Some Las Vegas historians cite the importance of Howard Hughes in the evolution of Las Vegas. However not one of the six casinos he acquired is still standing today. Yet the lessons of Hughes’ legacy in portfolio ownership have gone unheeded. To recall The Strip in the 1990s, the key features that enabled growth were innovation and diversity in property ownership. The dominant corporations were Mirage Resorts and Circus Circus Enterprises, who held three casinos each. Caesars World/Park Place was constantly trading ownership up and down The Strip with Starwood and Hilton. Kirk Kerkorian’s second MGM Resorts posed a challenge from 1993 as well as various publicly-owned and operated companies like with Harrah’s/Promus’ Holiday Inn, Boyd’s Stardust, Aztar’s Tropicana and Coast Resorts. Even a few privately-owned properties existed, such as Engelstad’s Imperial Palace and Jack Sommer’s Aladdin.
Today, after a two-decades long acquisition frenzy, Caesars and MGM Resorts operate nine properties each on the resort corridor. As Hughes’ experience proved, consolidated ownership has led to a series of challenges.
In theory, within portfolio ownership, centralization of corporate functions allows efficiencies in operations and management, leading to cost reductions. However, casino ownership is not linear in terms of performance. Adding 100% more rooms does not necessarily offer 100% greater revenue. Moreover, operating multiple properties poses investment challenges as, for example, in many cases, capital investment in Caesars Palace or Bellagio will drive a higher ROI (based on property customer’s REVPAR) to shareholders than investment made in Paris or The Luxor.
We also note that innovation and advancing the business model has come from new players to market, notably Sheldon Adelson’s Venetian with its focus on conventions, and The Cosmopolitan in bringing in younger, urban customers.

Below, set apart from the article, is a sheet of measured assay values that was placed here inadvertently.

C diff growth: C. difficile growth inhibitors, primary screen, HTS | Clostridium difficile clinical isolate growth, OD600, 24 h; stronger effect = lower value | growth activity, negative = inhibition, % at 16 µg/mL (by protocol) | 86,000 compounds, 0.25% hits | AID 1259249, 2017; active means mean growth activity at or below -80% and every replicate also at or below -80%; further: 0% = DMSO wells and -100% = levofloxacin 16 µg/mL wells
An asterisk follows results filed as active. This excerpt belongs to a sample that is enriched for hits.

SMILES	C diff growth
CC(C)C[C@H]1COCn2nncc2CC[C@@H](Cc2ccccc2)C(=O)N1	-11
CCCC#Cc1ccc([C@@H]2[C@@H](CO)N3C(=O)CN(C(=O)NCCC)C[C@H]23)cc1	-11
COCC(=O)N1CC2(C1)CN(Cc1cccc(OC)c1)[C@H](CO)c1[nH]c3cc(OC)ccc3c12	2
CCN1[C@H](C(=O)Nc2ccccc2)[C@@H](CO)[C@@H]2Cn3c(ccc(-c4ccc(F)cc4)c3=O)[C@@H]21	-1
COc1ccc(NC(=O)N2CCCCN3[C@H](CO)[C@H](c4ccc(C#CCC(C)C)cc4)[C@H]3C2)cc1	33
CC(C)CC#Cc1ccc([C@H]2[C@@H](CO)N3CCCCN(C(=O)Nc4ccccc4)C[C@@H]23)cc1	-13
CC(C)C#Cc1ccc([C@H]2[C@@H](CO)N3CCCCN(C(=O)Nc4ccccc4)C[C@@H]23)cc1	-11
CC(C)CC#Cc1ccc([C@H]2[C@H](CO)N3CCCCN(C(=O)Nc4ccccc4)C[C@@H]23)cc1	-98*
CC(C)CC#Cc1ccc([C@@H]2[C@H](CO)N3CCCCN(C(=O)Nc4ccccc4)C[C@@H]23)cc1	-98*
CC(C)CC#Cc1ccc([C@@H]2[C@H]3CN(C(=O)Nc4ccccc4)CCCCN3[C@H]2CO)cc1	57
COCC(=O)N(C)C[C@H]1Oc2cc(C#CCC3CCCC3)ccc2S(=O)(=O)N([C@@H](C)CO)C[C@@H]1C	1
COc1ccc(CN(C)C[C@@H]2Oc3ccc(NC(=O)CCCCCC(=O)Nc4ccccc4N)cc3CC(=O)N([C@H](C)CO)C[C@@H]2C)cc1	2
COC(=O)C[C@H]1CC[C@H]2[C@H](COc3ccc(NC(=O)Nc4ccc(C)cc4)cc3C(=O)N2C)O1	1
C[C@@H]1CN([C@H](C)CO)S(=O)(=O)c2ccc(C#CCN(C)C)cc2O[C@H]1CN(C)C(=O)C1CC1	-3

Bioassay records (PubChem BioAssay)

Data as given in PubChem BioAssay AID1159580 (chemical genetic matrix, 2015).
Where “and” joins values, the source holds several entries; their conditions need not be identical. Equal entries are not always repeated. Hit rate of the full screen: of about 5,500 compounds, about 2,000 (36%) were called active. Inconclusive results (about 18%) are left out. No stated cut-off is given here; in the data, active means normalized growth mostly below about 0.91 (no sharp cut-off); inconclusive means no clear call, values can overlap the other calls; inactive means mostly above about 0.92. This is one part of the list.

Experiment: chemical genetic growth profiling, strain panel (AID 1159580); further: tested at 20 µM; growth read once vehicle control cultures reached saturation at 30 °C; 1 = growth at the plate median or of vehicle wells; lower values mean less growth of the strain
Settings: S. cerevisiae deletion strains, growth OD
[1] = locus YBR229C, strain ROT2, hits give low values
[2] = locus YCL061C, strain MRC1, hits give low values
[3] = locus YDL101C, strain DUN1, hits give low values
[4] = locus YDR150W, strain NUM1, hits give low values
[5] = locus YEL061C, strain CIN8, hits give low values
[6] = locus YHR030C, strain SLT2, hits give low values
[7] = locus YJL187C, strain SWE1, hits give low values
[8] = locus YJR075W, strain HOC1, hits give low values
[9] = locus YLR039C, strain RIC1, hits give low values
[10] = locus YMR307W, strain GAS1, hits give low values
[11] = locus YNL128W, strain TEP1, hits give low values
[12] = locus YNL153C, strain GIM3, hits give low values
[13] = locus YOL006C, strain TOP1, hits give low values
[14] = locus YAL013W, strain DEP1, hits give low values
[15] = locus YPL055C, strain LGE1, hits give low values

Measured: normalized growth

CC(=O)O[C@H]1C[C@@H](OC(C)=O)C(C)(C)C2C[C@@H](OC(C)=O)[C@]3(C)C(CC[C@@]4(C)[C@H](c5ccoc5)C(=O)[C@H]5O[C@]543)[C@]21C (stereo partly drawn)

In many cases, when specialist operators have opened resorts seeking to attract non-traditional customers, this has proved challenging. In recent times, Station Casinos, the specialist in operating local’s casinos, renovated and repositioned The Palms, and historically, Circus Circus Enterprises developed The Luxor to compete against the Mirage.
Thus, in a post-COVID environment with a scarcity of capital, holding a portfolio of properties in Las Vegas is the legacy position of opportunistic transactions, rather than good business principles and planning.
With the confluence of COVID-19 and emergence of REIT ownership, the opportunity and timing may be right for operators to rationalize their Las Vegas interests and enable new investors to market, with the benefits of new investment, new customers and new revenues.
The Desert Giant
With over 450 casinos of various shapes and sizes in over 40 states, gambling in Las Vegas is no longer a novelty reserved for Nevada. Internationally, Macau generates many multiples of gaming revenue compared to what Vegas’ $10.4bn does, with Singapore behind. But there are more reasons than just gaming to be in Las Vegas.
Las Vegas is unique. Pre-pandemic, national occupancy rates stood at 66.1% compared to 88.9% in Las Vegas. Las Vegas has over 150,000 rooms, with a further 5,000 rooms due to open throughout the course of 2021. By comparison, New York has 138,000 rooms and Greater London has 110,000. The 42.5 million annual visitors comprises of 14% international, 21% from California and 6.6 million conventioneers. The average visitor comes 1.7 times per year. Las Vegas is also centralized by geography and diverse in opportunity, unlike other major tourist cities. New York is highly granular and in Orlando, for instance, much of the most profitable elements in the market are operated in verticals by the likes of Disney.